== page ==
- Before you begin, decide whether your whiteboard is “standing” or “sleeping” and make sure students hold theirs the same way. This will make it easier for them to copy your drawing and will also help them learn how to effectively use their page.
- Remember, it is a mini-lesson! Keep it short; 5 minutes is more than enough time to draw a pirate.
- Develop a routing from day 1 for handing out and collecting student whiteboards. We have a bin for whiteboards and another with mittens stuffed with dry-erase markers. When students are called, they come get a whiteboard and a mitten.
- Draw pictures, one element at a time, giving students the opportunity to copy after each step.
- Adding details provides an authentic opportunity to develop language and learn new vocabulary, esspecially in a second language classroom. In the pirate example given, vocabulary such as patch, peg-leg, map, treasure, scruff, shovel, palm tree, etc. are just some examples of the rich vocabulary that would have been discussed during this mini-lesson.
- Revisit pictures that you have already practiced on a different day. This gives students some familiarity and allows them to better predict what shape may be drawn next. However, the next time you draw a pirate, for example, you could mix it up by adding a cutlass, telescope, pirate ship or hat, just to name a few new possibilities.
- At the end of a guided drawing lesson, I will sometimes practice printing a letter or number, just a few times. If you decide to do this, start with the simplest letters to draw (ex. L and T) rather than going in alphabetical order. See Handwriting Without Tears for more information on my favourite way to teach printing.
Here is an example to show how some kindergarten students’ drawings turned out during a guided drawing lesson. This time we were drawing giraffes.
I hope you enjoy trying this with your students! If you do and are interested in more, check out some of my other guided drawing resources here:
Here is set of mini-posters I created this past year to help parents understand why we make so much time to play in our classroom. They link kindergarten outcomes (from the Alberta curriculum) with different centres we have in our classroom. I posted it just outside our room to help parents understand how play is children’s work.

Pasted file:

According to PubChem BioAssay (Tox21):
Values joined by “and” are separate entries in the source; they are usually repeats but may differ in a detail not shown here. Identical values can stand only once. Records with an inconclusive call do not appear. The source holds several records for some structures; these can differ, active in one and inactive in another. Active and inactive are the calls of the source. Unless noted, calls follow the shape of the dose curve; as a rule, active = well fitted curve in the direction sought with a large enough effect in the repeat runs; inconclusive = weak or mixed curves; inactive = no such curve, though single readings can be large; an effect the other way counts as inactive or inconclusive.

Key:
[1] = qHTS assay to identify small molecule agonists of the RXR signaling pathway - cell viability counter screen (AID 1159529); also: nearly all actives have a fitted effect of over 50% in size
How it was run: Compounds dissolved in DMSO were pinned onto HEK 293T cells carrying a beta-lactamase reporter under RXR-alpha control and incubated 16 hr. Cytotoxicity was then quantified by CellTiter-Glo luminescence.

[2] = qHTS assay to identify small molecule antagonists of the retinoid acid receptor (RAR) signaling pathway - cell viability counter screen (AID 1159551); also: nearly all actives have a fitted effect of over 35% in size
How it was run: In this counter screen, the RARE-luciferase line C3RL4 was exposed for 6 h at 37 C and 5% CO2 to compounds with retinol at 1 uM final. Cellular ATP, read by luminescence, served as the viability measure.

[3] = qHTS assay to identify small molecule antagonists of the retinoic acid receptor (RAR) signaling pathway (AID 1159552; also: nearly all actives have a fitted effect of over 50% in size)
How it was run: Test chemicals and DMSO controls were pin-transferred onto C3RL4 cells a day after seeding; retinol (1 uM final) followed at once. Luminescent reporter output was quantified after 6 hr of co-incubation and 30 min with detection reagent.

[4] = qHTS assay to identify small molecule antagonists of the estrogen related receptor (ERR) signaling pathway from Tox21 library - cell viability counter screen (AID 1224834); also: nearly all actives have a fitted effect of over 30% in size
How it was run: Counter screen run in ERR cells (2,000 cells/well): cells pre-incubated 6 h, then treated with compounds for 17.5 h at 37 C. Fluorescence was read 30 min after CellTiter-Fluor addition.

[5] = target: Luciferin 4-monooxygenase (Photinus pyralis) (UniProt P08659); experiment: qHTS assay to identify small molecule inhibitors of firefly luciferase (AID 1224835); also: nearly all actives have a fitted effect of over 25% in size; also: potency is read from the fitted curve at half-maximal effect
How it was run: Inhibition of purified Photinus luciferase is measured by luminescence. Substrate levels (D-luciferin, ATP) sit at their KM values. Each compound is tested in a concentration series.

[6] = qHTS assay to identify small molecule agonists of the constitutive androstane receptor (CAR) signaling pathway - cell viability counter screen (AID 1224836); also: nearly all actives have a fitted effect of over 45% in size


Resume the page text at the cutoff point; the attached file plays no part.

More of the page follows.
Why play in the kindergarten classroom (or any classroom), you ask? Well, put simply, I regularly see how play captivates my students and stimulates language learning and growth (for examples of kindergarten outcomes evident during play, click here). I have witnessed, first hand, a cardboard box in my dramatic play area become a pirate ship and my ELL students transform into the captain and crew. As they “hoist the Jolly-Roger” and to “set sail on the seven seas” in search of their treasure, their interest in learning the desired language to enact their story is apparent. It only takes hearing “Arrrr” “Land ahoy!” or “Shiver me timbers!” once before it has become part of the common language used regularly while playing in our classroom.
But can play be more than that? At a recent PD session where we watched a video from the Galileo Network’s Website and looked at Stuart Brown’s seven patterns of play, I began to reflect on the the play that happens daily in my classroom and how it could help develop an even deeper understandings of the world around us. I began to look not only at the materials that are readily available but also how the classroom environment could foster certain types of play, curiosity and exploration. I became intrigued by the Reggio Emilia Approach and giving my classroom more of a “Reggio” feeling. And that, my friends, is where my classroom remodel, begins. Stay-tuned for the big reveal.
My classroom before I begin to set it up. You can see that after emptying most of it for summer cleanning, it really is a blank slate.
Another before picture, this time of the back of my room.